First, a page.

The Speaker of the House is one of the most powerful voices in the U.S. government's legislative branch, as well as in state legislatures. The leader of the national House of Representatives and second in the line of succession to the presidency, the speaker sets political agendas and advocates both on Capitol Hill and to the public. At the state level, the Speaker of the House often appoints committees and chair persons, as well as maintaining the correct parliamentary procedures.
The Speaker of the House's official role is to lead and represent Congress's House of Representatives, calling sessions to order and moderating debate on the House floor. However, according to C-SPAN, the speaker spends the majority of her time in meetings and negotiations, planning the chamber's legislative agenda. The speaker also has the power to appoint committee and subcommittee chairs. Along with the vice president, the House Speaker is also responsible for signing bills to be presented to the president for signing. For this reason, the speaker often negotiates with the executive branch and can be a powerful force for or against the executive branch's own political agenda.
The Speaker of the House is elected by the House's current party majority so, to become speaker of the House, a person must first be elected to the U.S. House of Representatives. Article 1 Section 2 of the U.S. Constitution states that representatives must be more than 25 years old and have been a U.S. citizen for more than seven years. The prospective representative should also live in the state in which he is running. House speakers generally have some policy-making experience. Because the position requires meetings, negotiations and public appearances, the Speaker of the House usually has excellent leadership, communication and collaborative skills.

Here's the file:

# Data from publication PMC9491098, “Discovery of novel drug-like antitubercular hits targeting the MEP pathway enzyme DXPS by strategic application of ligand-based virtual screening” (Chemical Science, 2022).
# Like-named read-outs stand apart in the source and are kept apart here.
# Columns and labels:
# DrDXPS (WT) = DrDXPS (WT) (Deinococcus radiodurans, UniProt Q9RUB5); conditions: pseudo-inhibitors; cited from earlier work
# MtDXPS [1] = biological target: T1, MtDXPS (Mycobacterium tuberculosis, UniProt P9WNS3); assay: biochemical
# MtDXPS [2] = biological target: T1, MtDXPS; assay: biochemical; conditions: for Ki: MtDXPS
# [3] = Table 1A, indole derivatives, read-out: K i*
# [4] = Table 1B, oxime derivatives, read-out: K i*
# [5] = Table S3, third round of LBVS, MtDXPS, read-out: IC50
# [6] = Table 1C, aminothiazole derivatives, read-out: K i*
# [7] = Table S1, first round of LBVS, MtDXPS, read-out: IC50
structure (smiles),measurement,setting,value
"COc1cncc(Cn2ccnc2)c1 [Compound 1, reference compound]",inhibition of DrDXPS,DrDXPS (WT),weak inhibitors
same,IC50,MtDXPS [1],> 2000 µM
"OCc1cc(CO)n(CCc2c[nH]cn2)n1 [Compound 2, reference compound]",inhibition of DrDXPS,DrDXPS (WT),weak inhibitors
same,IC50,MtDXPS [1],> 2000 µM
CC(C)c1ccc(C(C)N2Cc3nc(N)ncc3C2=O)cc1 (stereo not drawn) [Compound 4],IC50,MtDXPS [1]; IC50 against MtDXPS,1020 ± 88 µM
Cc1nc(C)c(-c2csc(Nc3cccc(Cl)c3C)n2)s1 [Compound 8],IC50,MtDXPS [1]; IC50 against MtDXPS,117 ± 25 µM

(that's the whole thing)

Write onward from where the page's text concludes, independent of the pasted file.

Past Speaker Experience
While no explicit educational or professional prerequisites exist for the speaker of the House, or for any representative, the positions are elected and require considerable good faith in past experiences and successes. For example, Speaker Nancy Pelosi represented California's Eighth District in the State House of Representatives. She later served briefly as House Minority Whip. Newt Gingrich, an earlier Speaker, had a 12-year career as a U.S. Representative and helped define Republican strategy as the minority whip during three congressional sessions spanning 1989 to 1995.
Types of Speakers
The United States has had 60 different Speakers of the House, and what both differentiates and unites them is their status either for or against the executive administration. Those who support the executive administration can be a powerful ally in passing policy, such as the American Recovery and Investment Act of 2009. Others are powerful checks to executive power; Gingrich fought against Democratic President Bill Clinton during his tenure as speaker of the House.
Working With the House of Representatives
Holding office is probably the straightest route to the position of House of Representatives, but those seeking inside experience can search vacancies at the U.S. House of Representatives website for vacancies for a number of positions and vacancies from staff assistant to the Office of the Law Revision Counsel to Financial Services. For those looking to understand the inner workings of the House of Representatives before running for office, this route may be beneficial in making connections and understanding the functioning of the government body.
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